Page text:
In a second embodiment, the computer program of the invention comprises an assembly language/micro-coded instruction set disposed within the embedded storage device, i.e. program memory, of a digital signal processor (DSP) or microprocessor. While the above detailed description has shown, described, and pointed out novel features of the invention as applied to various embodiments, it will be understood that various omissions, substitutions, and changes in the form and details of the device or process illustrated may be made by those skilled in the art without departing from the invention. The foregoing description is of the best mode presently contemplated of carrying out the invention. This description is in no way meant to be limiting, but rather should be taken as illustrative of the general principles of the invention. The scope of the invention should be determined with reference to the claims.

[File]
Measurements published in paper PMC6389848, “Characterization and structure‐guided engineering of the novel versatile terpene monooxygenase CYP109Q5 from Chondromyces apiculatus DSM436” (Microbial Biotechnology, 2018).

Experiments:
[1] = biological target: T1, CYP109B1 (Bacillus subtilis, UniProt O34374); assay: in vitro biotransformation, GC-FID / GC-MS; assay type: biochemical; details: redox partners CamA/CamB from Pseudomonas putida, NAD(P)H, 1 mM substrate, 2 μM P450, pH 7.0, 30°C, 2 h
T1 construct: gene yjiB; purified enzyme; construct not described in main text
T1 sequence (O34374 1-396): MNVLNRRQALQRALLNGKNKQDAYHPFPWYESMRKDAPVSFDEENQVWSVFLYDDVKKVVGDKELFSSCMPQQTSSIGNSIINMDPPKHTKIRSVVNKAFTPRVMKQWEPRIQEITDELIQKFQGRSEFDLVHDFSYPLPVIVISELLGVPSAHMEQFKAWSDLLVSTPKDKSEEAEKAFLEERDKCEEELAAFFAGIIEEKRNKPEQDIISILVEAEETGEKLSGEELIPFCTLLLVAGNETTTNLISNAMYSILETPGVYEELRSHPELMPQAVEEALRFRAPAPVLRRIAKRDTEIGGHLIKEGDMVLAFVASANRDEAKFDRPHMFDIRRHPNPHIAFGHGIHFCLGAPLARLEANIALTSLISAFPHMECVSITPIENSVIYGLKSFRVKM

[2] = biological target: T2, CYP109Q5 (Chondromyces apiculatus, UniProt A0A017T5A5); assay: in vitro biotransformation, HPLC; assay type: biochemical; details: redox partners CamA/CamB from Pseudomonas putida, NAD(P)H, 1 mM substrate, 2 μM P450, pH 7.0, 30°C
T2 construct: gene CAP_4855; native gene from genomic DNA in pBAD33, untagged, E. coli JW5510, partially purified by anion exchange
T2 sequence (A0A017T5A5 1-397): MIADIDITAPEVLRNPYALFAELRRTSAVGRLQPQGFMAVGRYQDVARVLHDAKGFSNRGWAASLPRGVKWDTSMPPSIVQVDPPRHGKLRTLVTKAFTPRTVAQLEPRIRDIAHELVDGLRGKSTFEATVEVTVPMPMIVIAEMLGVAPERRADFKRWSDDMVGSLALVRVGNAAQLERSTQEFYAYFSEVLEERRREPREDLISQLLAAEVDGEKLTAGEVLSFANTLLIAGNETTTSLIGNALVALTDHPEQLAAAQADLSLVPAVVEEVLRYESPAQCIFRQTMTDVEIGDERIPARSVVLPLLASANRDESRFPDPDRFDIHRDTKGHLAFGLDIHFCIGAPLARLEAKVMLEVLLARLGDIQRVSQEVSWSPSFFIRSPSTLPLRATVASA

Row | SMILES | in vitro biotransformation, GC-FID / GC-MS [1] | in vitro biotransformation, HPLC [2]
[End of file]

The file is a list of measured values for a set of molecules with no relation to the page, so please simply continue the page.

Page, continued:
|Cited Patent||Filing date||Publication date||Applicant||Title|
|US4285035||Jan 2, 1979||Aug 18, 1981||Honeywell Information Systems Inc.||Apparatus and method for rewrite data insertion in a three descriptor instruction|
|US4845610 *||Mar 13, 1987||Jul 4, 1989||Ford Aerospace & Communications Corporation||Target recognition using string-to-string matching|
|US4899128 *||Dec 11, 1985||Feb 6, 1990||Yeda Research And Development Co., Ltd.||Method and apparatus for comparing strings using hash values|
|US5060147||Aug 22, 1989||Oct 22, 1991||General Electric Company||String length determination on a distributed processing system|
|US5307424||Dec 12, 1990||Apr 26, 1994||Eberhard Kuehl||Character recognition system|
|US5369760||Mar 5, 1993||Nov 29, 1994||Kabushiki Kaisha Toshiba||Data processing system|
|US5379036||Apr 1, 1992||Jan 3, 1995||Storer; James A.||Method and apparatus for data compression|
|US5465374||Jan 12, 1993||Nov 7, 1995||International Business Machines Corporation||Processor for processing data string by byte-by-byte|
|US5511159||May 13, 1994||Apr 23, 1996||At&T Corp.||Method of identifying parameterized matches in a string|
|US5584011||Jan 13, 1995||Dec 10, 1996||International Business Machines Corporation||Multiprocessor system with parallel execution of data|
|US5604495||Apr 21, 1995||Feb 18, 1997||Seta Co., Ltd.||Data compression method and system|